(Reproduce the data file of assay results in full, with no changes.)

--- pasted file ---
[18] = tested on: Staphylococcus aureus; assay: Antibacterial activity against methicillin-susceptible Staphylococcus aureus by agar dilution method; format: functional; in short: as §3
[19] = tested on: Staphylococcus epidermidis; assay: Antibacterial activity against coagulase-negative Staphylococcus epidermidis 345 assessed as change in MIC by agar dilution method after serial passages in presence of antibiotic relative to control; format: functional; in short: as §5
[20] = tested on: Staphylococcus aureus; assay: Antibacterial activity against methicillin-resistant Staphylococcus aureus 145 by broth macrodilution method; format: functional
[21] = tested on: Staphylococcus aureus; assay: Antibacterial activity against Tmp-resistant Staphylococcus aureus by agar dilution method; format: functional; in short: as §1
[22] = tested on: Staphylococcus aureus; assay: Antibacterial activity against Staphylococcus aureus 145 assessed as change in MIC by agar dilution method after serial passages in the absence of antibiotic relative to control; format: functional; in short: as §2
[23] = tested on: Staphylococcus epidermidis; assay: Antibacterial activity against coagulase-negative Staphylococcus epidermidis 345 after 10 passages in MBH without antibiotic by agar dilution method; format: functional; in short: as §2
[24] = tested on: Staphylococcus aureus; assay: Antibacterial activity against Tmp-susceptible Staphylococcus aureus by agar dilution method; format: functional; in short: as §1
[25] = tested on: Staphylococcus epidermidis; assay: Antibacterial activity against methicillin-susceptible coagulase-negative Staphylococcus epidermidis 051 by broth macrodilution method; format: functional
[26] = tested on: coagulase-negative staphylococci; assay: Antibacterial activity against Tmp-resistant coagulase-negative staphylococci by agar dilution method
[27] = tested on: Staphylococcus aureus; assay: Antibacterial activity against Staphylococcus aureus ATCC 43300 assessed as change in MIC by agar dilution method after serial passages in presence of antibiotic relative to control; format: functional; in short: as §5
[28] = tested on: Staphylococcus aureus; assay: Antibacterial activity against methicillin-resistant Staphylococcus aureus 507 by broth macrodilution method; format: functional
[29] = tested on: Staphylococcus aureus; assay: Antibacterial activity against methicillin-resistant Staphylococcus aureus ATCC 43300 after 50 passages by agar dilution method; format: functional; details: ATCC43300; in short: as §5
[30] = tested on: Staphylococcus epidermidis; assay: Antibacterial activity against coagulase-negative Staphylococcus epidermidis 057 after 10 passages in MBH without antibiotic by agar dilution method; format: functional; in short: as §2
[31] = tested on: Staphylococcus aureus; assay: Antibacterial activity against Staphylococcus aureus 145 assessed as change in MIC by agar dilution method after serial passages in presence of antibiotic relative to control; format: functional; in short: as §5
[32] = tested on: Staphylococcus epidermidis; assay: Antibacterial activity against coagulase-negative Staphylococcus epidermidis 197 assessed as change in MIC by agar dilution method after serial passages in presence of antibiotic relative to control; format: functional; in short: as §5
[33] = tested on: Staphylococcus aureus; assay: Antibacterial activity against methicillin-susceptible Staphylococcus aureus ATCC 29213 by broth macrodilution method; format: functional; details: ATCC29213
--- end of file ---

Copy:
[18] = tested on: Staphylococcus aureus; assay: Antibacterial activity against methicillin-susceptible Staphylococcus aureus by agar dilution method; format: functional; in short: as §3
[19] = tested on: Staphylococcus epidermidis; assay: Antibacterial activity against coagulase-negative Staphylococcus epidermidis 345 assessed as change in MIC by agar dilution method after serial passages in presence of antibiotic relative to control; format: functional; in short: as §5
[20] = tested on: Staphylococcus aureus; assay: Antibacterial activity against methicillin-resistant Staphylococcus aureus 145 by broth macrodilution method; format: functional
[21] = tested on: Staphylococcus aureus; assay: Antibacterial activity against Tmp-resistant Staphylococcus aureus by agar dilution method; format: functional; in short: as §1
[22] = tested on: Staphylococcus aureus; assay: Antibacterial activity against Staphylococcus aureus 145 assessed as change in MIC by agar dilution method after serial passages in the absence of antibiotic relative to control; format: functional; in short: as §2
[23] = tested on: Staphylococcus epidermidis; assay: Antibacterial activity against coagulase-negative Staphylococcus epidermidis 345 after 10 passages in MBH without antibiotic by agar dilution method; format: functional; in short: as §2
[24] = tested on: Staphylococcus aureus; assay: Antibacterial activity against Tmp-susceptible Staphylococcus aureus by agar dilution method; format: functional; in short: as §1
[25] = tested on: Staphylococcus epidermidis; assay: Antibacterial activity against methicillin-susceptible coagulase-negative Staphylococcus epidermidis 051 by broth macrodilution method; format: functional
[26] = tested on: coagulase-negative staphylococci; assay: Antibacterial activity against Tmp-resistant coagulase-negative staphylococci by agar dilution method
[27] = tested on: Staphylococcus aureus; assay: Antibacterial activity against Staphylococcus aureus ATCC 43300 assessed as change in MIC by agar dilution method after serial passages in presence of antibiotic relative to control; format: functional; in short: as §5
[28] = tested on: Staphylococcus aureus; assay: Antibacterial activity against methicillin-resistant Staphylococcus aureus 507 by broth macrodilution method; format: functional
[29] = tested on: Staphylococcus aureus; assay: Antibacterial activity against methicillin-resistant Staphylococcus aureus ATCC 43300 after 50 passages by agar dilution method; format: functional; details: ATCC43300; in short: as §5
[30] = tested on: Staphylococcus epidermidis; assay: Antibacterial activity against coagulase-negative Staphylococcus epidermidis 057 after 10 passages in MBH without antibiotic by agar dilution method; format: functional; in short: as §2
[31] = tested on: Staphylococcus aureus; assay: Antibacterial activity against Staphylococcus aureus 145 assessed as change in MIC by agar dilution method after serial passages in presence of antibiotic relative to control; format: functional; in short: as §5
[32] = tested on: Staphylococcus epidermidis; assay: Antibacterial activity against coagulase-negative Staphylococcus epidermidis 197 assessed as change in MIC by agar dilution method after serial passages in presence of antibiotic relative to control; format: functional; in short: as §5
[33] = tested on: Staphylococcus aureus; assay: Antibacterial activity against methicillin-susceptible Staphylococcus aureus ATCC 29213 by broth macrodilution method; format: functional; details: ATCC29213